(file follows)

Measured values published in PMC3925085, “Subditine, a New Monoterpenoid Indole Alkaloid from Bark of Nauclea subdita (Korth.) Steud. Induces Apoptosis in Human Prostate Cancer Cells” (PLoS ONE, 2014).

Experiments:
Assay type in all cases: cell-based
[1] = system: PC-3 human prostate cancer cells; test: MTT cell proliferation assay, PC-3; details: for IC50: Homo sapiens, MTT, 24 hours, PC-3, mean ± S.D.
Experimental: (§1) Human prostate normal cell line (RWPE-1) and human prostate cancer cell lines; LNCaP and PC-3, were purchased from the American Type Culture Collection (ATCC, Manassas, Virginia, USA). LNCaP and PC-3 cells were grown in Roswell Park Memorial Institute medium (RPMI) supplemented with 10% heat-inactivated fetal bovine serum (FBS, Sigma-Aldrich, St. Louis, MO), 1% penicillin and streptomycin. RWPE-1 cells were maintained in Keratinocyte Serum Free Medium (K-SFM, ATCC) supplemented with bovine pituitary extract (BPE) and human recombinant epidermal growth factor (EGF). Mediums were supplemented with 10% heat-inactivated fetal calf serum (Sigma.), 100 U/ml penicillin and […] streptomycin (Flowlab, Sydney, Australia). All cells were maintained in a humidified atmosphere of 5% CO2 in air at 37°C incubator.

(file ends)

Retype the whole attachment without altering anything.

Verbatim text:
Measured values published in PMC3925085, “Subditine, a New Monoterpenoid Indole Alkaloid from Bark of Nauclea subdita (Korth.) Steud. Induces Apoptosis in Human Prostate Cancer Cells” (PLoS ONE, 2014).

Experiments:
Assay type in all cases: cell-based
[1] = system: PC-3 human prostate cancer cells; test: MTT cell proliferation assay, PC-3; details: for IC50: Homo sapiens, MTT, 24 hours, PC-3, mean ± S.D.
Experimental: (§1) Human prostate normal cell line (RWPE-1) and human prostate cancer cell lines; LNCaP and PC-3, were purchased from the American Type Culture Collection (ATCC, Manassas, Virginia, USA). LNCaP and PC-3 cells were grown in Roswell Park Memorial Institute medium (RPMI) supplemented with 10% heat-inactivated fetal bovine serum (FBS, Sigma-Aldrich, St. Louis, MO), 1% penicillin and streptomycin. RWPE-1 cells were maintained in Keratinocyte Serum Free Medium (K-SFM, ATCC) supplemented with bovine pituitary extract (BPE) and human recombinant epidermal growth factor (EGF). Mediums were supplemented with 10% heat-inactivated fetal calf serum (Sigma.), 100 U/ml penicillin and […] streptomycin (Flowlab, Sydney, Australia). All cells were maintained in a humidified atmosphere of 5% CO2 in air at 37°C incubator.